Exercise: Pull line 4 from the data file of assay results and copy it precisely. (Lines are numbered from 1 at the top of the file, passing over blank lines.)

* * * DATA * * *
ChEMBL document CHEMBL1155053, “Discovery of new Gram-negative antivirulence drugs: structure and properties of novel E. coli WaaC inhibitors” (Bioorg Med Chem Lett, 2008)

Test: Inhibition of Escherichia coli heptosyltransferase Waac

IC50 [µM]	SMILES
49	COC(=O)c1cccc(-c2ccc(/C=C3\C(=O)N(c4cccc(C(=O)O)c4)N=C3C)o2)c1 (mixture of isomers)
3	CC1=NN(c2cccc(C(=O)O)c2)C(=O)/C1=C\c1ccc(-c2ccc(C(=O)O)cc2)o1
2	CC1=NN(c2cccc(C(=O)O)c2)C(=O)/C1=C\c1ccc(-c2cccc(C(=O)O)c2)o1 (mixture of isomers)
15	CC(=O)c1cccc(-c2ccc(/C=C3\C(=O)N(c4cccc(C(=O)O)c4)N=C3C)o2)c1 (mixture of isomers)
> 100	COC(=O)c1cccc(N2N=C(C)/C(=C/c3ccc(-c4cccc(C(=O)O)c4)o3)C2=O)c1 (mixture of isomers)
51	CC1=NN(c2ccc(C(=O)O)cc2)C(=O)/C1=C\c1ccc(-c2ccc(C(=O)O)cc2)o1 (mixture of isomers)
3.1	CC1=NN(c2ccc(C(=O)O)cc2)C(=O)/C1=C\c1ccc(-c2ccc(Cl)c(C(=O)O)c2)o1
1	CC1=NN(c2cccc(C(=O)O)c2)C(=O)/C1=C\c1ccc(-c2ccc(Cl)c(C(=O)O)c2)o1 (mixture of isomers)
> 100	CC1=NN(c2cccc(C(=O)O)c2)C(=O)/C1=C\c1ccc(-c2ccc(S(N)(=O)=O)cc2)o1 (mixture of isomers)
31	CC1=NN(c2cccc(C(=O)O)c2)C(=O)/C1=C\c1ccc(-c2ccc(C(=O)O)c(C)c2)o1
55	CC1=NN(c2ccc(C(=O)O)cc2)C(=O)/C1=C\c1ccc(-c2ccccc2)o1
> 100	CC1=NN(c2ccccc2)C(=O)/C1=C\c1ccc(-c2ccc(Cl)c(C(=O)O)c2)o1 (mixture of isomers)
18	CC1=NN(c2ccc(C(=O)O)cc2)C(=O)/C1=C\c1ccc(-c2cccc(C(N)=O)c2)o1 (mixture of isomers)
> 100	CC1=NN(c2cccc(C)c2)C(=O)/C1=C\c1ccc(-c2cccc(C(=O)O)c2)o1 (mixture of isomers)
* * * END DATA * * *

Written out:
49	COC(=O)c1cccc(-c2ccc(/C=C3\C(=O)N(c4cccc(C(=O)O)c4)N=C3C)o2)c1 (mixture of isomers)